Starwood’s Devdutta Banerjee on the role of OTAs in India - Suppliers acknowledge that online-direct can turn out to be more expensive than traditional GDS distribution if not properly controlled.
There are various costs related to marketing/advertising, customer servicing, credit card fees, fraud, transaction cost, booking engine and payment gateway.
In a market like India, OTAs have heavily focused on air products but over the last couple of years, such intermediaries have been trying to work on their hotel inventory and booking platforms.
From a hotelier’s perspective, Devdutta Banerjee, regional director - revenue management, India, Bangladesh and Nepal, Starwood Hotels and Resorts, says OTAs can be leveraged to increase the hotels marketing as well as sales net.
“In the current economic scenario, it becomes even more important to widen your distribution network. Also it helps your positioning and visibility on the online arena as OTAs focus on generic searches,” said Banerjee.
Banerjee says hotel chains that don’t have a strong brand presence and backing in terms of technology and know how, can make the most of existing online developed presence of the OTAs as besides commission there are no other so called logistics and financials that essentially need to be taken care of.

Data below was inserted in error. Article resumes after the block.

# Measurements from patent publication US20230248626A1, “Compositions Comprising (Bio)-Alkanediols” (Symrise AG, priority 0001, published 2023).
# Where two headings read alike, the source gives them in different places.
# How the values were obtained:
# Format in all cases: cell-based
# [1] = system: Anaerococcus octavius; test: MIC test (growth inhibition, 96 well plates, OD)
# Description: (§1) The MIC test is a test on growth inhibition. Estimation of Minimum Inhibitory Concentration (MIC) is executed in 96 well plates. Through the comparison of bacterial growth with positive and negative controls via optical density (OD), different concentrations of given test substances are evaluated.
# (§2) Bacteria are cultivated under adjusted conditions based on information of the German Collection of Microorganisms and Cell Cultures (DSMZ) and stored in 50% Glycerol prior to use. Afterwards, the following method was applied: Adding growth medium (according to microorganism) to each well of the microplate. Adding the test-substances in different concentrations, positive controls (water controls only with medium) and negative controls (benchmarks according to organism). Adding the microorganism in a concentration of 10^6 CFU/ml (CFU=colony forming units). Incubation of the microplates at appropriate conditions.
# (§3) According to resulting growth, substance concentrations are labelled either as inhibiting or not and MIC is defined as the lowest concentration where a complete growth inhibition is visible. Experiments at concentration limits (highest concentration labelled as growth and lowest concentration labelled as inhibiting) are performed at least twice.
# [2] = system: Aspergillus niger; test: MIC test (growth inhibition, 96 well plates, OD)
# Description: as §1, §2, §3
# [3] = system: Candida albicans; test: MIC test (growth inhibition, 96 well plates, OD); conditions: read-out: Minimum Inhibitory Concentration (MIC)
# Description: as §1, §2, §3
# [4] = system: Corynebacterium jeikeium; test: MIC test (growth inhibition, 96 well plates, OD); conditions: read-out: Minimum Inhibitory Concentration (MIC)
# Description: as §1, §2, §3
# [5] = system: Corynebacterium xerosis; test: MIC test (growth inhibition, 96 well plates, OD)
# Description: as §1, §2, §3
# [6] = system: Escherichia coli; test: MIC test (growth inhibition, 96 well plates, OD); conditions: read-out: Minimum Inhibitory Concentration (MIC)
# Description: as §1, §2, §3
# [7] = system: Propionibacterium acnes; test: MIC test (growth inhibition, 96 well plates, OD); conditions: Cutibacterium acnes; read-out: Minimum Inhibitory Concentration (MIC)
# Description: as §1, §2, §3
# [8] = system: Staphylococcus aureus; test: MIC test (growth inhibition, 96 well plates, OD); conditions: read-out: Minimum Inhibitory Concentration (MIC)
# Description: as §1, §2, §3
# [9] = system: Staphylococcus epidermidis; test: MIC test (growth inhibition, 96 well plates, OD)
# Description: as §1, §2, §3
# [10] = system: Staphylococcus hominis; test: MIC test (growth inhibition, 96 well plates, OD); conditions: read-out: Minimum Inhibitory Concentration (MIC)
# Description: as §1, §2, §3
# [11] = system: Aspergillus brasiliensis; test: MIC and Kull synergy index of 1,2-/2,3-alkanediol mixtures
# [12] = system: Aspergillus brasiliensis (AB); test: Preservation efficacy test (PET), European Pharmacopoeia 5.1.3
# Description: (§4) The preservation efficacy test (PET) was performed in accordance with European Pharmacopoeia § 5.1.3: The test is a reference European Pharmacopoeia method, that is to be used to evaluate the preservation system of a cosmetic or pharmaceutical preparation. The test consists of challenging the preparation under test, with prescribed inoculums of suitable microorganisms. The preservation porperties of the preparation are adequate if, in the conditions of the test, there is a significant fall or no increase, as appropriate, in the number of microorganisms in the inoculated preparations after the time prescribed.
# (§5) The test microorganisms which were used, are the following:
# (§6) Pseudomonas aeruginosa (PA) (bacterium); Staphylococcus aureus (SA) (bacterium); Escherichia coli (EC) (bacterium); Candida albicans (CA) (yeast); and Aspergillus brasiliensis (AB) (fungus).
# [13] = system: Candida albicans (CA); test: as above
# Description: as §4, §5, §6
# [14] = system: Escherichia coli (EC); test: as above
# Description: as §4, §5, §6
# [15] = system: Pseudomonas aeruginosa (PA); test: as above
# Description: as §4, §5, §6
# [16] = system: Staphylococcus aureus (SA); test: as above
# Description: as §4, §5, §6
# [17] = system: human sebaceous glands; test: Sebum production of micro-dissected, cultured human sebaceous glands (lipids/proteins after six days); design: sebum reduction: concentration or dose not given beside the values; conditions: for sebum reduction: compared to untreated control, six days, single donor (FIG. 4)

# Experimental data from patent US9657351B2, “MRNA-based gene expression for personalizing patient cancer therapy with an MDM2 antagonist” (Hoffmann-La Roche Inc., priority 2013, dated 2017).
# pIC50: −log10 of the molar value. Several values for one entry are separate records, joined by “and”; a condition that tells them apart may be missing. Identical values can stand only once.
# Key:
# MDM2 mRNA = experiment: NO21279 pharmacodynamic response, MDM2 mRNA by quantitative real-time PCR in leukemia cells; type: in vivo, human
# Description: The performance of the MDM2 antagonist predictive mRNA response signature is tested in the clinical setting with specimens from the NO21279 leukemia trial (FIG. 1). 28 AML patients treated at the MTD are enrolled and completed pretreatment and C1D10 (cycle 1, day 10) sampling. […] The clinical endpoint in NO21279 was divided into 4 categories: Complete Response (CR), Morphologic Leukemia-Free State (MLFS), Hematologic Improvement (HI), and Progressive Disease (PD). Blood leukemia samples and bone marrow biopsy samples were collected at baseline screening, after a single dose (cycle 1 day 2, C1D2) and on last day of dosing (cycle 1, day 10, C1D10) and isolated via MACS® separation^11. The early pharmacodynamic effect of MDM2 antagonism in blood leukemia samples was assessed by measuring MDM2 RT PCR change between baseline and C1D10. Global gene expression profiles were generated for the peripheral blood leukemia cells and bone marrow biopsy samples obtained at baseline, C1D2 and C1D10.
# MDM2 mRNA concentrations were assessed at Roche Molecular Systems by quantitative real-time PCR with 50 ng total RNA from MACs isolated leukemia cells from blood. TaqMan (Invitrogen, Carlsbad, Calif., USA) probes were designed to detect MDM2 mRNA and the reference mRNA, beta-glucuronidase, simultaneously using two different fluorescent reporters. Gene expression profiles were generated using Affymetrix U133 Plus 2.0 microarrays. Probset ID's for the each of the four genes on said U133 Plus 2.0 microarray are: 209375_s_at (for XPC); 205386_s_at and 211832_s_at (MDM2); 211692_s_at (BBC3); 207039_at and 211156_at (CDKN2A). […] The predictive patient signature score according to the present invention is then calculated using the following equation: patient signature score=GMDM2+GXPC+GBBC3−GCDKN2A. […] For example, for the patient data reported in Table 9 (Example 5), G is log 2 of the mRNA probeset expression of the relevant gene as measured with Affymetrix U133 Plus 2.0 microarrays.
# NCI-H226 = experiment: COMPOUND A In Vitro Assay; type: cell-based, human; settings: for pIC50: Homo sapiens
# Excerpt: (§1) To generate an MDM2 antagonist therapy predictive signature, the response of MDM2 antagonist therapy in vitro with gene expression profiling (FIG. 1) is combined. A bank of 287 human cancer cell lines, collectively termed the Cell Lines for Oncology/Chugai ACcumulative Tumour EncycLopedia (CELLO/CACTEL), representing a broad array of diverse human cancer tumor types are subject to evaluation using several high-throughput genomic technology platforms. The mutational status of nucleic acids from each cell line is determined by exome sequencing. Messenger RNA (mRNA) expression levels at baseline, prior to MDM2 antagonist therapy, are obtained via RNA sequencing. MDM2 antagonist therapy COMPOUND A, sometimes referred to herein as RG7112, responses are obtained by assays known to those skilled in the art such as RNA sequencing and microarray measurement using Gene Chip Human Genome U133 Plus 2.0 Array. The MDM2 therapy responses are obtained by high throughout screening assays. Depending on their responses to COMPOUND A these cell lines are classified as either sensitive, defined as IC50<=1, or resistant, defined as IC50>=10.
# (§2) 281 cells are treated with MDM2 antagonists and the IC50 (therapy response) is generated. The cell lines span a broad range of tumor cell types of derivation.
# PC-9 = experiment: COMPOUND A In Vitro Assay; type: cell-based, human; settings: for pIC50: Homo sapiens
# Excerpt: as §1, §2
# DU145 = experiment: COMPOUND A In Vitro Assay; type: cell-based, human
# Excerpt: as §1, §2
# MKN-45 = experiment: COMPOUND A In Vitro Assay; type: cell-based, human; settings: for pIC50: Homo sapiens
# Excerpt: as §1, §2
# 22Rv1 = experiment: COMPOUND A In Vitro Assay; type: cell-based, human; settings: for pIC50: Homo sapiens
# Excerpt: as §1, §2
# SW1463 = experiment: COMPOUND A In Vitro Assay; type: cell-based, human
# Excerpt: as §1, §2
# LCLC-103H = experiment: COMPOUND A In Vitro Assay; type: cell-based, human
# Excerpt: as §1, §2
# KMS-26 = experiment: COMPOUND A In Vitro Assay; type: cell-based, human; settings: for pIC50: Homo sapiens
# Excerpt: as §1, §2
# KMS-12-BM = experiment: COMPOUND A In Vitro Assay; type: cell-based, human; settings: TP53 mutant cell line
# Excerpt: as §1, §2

“OTAs have contributed positively to a hotel’s distribution strategy in today’s environment by providing the option of paying a higher commission for capturing demand generated by dollar heavy marketing campaigns,” he said.
Banerjee spoke about price parity, the hotel-OTA relationship and other issues. Excerpts:
Price parity is an important element, and plays a key role in today´s revenue management and hotel distribution strategy. The concept of profit parity disregards that there are varying levels of value and increment in demand depending on the distribution channel. In this context, how does the online channel offer unique benefits?
As is evident by most of the researches many people often search online before making a buy decision, therefore it is important for a hotel to be on these channels and drive incremental revenues. Also by giving a level playing field, the hotel increases convertibility not only on spheres and geographies which are its strengths but also where the OTAs have a strong presence.
Lack of parity and that of rate variances will reflect badly on the hotel. Rate parity became a major topic of discussion when OTAs switched from GDS powered rates to merchant model, extranet powered rates. However, at the end of the day it is important for hotels to differentiate between self-owned channels and third parties and realise that if for whatever reason they need to run a promotion or a rate which is below the BAR on all other channels they should rightfully do so on their brand website.
The OTAs of course have made attempts to counter this by monitoring such disparities and imposing harsh penalties for hotels that undercut them on their own websites, they implemented new clauses into their contracts that obligated hotels to provide them with the best available rate. The OTAs seem to have convinced the hotel industry that the burden of rate parity lies on the shoulders of the hotels, the hotel must adjust their net rates in order to ensure the competitiveness of the OTA against other agencies.